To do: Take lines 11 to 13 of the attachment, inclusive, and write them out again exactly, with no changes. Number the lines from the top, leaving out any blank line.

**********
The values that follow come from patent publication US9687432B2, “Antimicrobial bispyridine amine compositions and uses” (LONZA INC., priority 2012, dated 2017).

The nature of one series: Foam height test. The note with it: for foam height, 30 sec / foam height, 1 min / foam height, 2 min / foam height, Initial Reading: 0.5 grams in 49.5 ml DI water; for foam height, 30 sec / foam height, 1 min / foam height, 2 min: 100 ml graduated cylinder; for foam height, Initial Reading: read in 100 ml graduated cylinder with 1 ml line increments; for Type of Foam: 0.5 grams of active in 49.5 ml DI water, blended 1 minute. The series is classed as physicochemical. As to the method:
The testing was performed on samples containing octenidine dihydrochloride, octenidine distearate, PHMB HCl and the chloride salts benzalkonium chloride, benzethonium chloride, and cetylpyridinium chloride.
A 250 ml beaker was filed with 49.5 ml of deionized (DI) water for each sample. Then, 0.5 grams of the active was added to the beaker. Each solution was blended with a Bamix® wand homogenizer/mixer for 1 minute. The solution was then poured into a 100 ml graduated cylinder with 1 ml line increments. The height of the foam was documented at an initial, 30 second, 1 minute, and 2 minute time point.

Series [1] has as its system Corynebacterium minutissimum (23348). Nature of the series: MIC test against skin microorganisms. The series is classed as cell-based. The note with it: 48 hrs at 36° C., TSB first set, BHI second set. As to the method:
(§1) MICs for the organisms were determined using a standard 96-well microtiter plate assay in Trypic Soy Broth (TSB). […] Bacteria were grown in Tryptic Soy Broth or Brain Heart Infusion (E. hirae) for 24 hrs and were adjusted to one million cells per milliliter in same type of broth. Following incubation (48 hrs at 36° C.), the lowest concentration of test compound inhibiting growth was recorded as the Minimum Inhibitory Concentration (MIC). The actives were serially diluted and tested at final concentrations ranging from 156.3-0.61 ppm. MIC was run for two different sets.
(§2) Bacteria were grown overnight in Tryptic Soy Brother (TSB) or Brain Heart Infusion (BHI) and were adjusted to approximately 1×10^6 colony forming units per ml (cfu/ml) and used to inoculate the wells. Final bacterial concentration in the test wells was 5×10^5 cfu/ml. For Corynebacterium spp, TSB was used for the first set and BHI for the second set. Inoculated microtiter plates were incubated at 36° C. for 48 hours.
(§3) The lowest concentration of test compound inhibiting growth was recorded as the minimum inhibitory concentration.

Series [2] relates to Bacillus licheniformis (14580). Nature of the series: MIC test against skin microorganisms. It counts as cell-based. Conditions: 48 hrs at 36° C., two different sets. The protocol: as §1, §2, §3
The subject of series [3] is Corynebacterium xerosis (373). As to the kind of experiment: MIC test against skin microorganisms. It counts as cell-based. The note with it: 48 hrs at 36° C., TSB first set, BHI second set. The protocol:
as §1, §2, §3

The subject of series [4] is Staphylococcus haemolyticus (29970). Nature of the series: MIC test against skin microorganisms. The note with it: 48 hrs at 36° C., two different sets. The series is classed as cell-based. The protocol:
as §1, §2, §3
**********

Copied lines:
as §1, §2, §3

The subject of series [4] is Staphylococcus haemolyticus (29970). Nature of the series: MIC test against skin microorganisms. The note with it: 48 hrs at 36° C., two different sets. The series is classed as cell-based. The protocol:
as §1, §2, §3